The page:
Encounters with Jungle Elders


Adela Indriago

Conservation Fellow

With a degree in biology and a nature lover, I have had the opportunity to work in different ecosystems, developing in areas from research (doing bird banding and using camera traps to identify jaguars, working with moths and other insects and teaching zoology...) to adventure and nature tourism. Since I studied at the university I dedicated myself to inform and educate, through my tourist guides and social networks, on conservation and research issues.

Learn more about Adela Indriago

July 14, 2021

Encounters with Jungle Elders


I used to climb between the buttress roots of an old tree in a park that my parents often took me to as a child. I imagined that I was in a lost world, full of magical creatures like fairies and great giants that mimicked plants. I never thought that these games my imagination would come true and take me to my favorite place on Earth, the Amazon rainforest.

Those who have entered the rainforest have surely experienced the sensation of feeling so tiny amidst so much immensity, like a bee in a village of giants. I discovered that my world of fairytales exists, that the forest is full of lifeforms that are connected to each other, from the roots of a huge ficus tree that travel hundreds of meters through the ground, the wind that carries pollen and seeds for thousands of kilometers, the songs of the manakin birds that announce courtship, the howler monkeys claiming their territory, the frogs in thunderous concerts after the rains and thousands of interactions that make this place a magical and unique ecosystem.

Canopy: The elders of the jungle can be seen standing out from the horizontal line of the canopy. These trees are much taller than the rest.

During my walks in the Peruvian Amazon, in Madre de Dios, I enjoy every encounter with the elders dressed in vigorous green leaves that capture the first rays of sunlight that touch the canopy. These elders have many names depending on who meets them; this time we will call them the Brazil nut tree, kapok tree and the Shihuahuaco tree.

Some of these trees, as useful as they are for humans, have earned a bad name among local people. The first time I saw a Brazil nut tree, a villager told me that it was a silent killer. The comment surprised me, but then he showed me a fruit and pointed out that they fall from more than 30 meters up at the time of harvest. I quickly understood what he was referring to. The Brazil nut tree can produce more than 150 Brazil nuts per season. The ball-shaped fruit can weigh up to 2 kilograms with 16 and 24 seeds inside. When the fruits are ready, they fall from the top of the tree and become a projectile that can hit the head of someone unaware.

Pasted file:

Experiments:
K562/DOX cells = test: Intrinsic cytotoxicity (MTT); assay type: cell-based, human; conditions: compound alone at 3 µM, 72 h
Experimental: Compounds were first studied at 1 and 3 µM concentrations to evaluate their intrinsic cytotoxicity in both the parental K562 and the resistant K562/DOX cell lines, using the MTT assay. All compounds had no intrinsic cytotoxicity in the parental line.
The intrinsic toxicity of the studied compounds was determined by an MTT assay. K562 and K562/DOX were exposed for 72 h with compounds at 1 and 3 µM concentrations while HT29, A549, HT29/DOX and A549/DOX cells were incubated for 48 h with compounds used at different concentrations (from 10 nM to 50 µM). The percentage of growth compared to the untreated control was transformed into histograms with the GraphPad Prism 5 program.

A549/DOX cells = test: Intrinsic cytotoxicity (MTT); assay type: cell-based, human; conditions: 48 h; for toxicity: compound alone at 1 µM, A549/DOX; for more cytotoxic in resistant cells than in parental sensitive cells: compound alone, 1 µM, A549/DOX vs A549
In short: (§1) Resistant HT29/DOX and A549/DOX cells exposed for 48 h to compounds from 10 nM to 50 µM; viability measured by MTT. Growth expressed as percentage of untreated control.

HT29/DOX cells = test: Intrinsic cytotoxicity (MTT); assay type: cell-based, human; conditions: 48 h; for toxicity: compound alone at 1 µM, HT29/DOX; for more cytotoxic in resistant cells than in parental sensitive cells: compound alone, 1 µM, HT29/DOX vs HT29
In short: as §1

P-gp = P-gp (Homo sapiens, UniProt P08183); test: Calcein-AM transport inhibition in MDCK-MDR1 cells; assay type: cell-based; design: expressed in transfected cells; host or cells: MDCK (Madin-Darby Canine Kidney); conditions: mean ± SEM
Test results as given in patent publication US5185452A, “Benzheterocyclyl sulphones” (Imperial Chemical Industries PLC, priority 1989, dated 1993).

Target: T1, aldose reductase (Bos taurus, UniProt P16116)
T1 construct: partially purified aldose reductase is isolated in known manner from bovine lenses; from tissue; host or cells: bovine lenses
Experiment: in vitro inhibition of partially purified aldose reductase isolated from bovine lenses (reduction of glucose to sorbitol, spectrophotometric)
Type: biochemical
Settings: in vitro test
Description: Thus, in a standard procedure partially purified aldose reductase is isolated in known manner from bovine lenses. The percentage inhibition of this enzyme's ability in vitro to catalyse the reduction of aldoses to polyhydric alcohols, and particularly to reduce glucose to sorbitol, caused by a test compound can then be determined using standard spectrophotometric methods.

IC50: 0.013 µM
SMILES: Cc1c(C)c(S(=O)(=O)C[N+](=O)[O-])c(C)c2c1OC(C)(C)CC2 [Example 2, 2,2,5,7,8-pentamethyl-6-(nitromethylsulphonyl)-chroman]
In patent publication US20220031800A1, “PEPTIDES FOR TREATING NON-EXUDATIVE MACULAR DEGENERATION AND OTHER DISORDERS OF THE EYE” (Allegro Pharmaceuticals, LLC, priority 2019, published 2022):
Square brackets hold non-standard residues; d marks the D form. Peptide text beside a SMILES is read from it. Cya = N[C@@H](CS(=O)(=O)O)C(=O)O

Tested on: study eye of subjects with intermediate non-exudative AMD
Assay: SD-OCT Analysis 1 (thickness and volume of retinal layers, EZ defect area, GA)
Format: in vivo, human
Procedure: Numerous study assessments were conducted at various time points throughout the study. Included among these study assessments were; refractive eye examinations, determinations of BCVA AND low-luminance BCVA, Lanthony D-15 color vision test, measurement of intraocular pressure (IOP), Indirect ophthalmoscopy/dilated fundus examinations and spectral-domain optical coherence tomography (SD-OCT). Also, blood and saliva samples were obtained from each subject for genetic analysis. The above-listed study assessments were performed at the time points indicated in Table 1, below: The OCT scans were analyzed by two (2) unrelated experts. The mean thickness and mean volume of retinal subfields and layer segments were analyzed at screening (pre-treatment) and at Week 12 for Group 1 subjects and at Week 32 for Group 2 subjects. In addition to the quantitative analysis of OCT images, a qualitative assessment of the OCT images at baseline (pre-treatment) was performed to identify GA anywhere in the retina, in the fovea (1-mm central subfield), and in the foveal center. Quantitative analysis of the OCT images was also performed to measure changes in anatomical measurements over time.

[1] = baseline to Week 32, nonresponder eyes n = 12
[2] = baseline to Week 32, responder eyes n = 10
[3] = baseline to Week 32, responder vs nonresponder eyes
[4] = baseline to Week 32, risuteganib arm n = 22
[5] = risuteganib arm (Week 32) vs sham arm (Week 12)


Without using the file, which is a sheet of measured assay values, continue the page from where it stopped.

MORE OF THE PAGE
Brazil nut. The fruit is a big brown ball that looks like a coconut.

On another occasion, while we were visiting new land that was for sale, we had to change our route because the local guide said that there was a red kapok tree (lupuna colorada, Cavanillesia umbellata) and we could not walk along the base of the tree because it was haunted terrain. The Indigenous people assure that this tree is used for witchcraft. Some people harvest the sap to make spells, others the leaves; more remark that if they use the area around the tree as a bathroom, they would disappear, and so on. Every story gets creepier.

 Lupuna colorada: Cavanillesia umbellata

The kapok tree is one of my favorite trees. It is imposing, with tall roots that extend several meters from the base. The trunk has a curious bottle shape with a characteristic belly. It is commonly used for timber and the tree’s crown is frequently used by great eagles and macaws to make their nests. Thousands of birds and animals use the Kapok`s structure as shelter.

Lupuna tree near to chuncho (Ceiba pentandra): these trees can reach 60 meters high and  have characteristic tubular roots that start several meters off the ground. Individuals up to 500 years old have been discovered.

Before visiting the Peruvian Amazon for the very first time, I did not pay much attention to the trees. I felt more inspired by the world closer to the ground; frogs and snakes in particular captivated me. However, the first time I focused on a Shihuahuaco tree, I found the tree hosted a huge harpy eagle nest with a 1 year old chick.

Harpy Eagle`s Chick on a nest in a shihuahuaco tree.

Shihuahuaco trees are being destroyed by illegal logging at an alarming rate. These trees are slow-growing and to reach 50 meters in height, they must live at least 600 years. But they are felled and dismembered in just a few hours.

Kapok tree and I. Here is a comparison of how small (and happy) I feel next to this magnificent old man of the forest.

I fall in love with the forest every time I visit it. I would like this magical world to be conserved, but my desire is increasingly unattainable. The rainforest loses numerous hectares every day to illegal gold mining, illegal logging, commercial agriculture, and so on.

I invite you to fall in love with the rainforest and help us to conserve it.


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